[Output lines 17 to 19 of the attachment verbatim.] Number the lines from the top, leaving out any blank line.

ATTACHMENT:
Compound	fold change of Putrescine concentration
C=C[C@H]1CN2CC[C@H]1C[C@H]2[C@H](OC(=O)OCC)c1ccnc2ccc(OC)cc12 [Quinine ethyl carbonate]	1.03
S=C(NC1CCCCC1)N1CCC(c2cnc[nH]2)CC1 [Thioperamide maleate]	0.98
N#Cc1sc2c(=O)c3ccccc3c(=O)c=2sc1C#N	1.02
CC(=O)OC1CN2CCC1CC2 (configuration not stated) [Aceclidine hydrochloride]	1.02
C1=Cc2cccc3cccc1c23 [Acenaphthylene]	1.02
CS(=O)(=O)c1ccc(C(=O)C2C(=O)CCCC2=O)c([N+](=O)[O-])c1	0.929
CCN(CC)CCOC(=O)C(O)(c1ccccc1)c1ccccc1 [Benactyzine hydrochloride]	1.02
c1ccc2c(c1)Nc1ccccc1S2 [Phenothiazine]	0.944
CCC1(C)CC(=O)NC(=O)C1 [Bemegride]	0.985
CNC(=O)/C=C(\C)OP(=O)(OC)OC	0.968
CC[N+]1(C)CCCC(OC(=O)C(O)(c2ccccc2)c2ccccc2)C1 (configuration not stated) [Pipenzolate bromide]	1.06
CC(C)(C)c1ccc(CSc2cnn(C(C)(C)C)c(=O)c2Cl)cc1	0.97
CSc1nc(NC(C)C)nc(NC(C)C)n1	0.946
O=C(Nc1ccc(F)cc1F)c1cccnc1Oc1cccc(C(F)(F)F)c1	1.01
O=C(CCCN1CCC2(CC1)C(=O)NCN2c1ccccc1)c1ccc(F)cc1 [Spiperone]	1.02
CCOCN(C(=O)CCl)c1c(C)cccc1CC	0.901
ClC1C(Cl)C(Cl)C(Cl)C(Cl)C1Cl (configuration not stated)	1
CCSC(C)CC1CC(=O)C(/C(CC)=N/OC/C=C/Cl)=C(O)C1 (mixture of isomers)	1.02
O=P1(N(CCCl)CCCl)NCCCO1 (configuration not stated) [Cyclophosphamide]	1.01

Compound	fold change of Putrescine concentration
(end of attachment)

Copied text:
CCOCN(C(=O)CCl)c1c(C)cccc1CC	0.901
ClC1C(Cl)C(Cl)C(Cl)C(Cl)C1Cl (configuration not stated)	1
CCSC(C)CC1CC(=O)C(/C(CC)=N/OC/C=C/Cl)=C(O)C1 (mixture of isomers)	1.02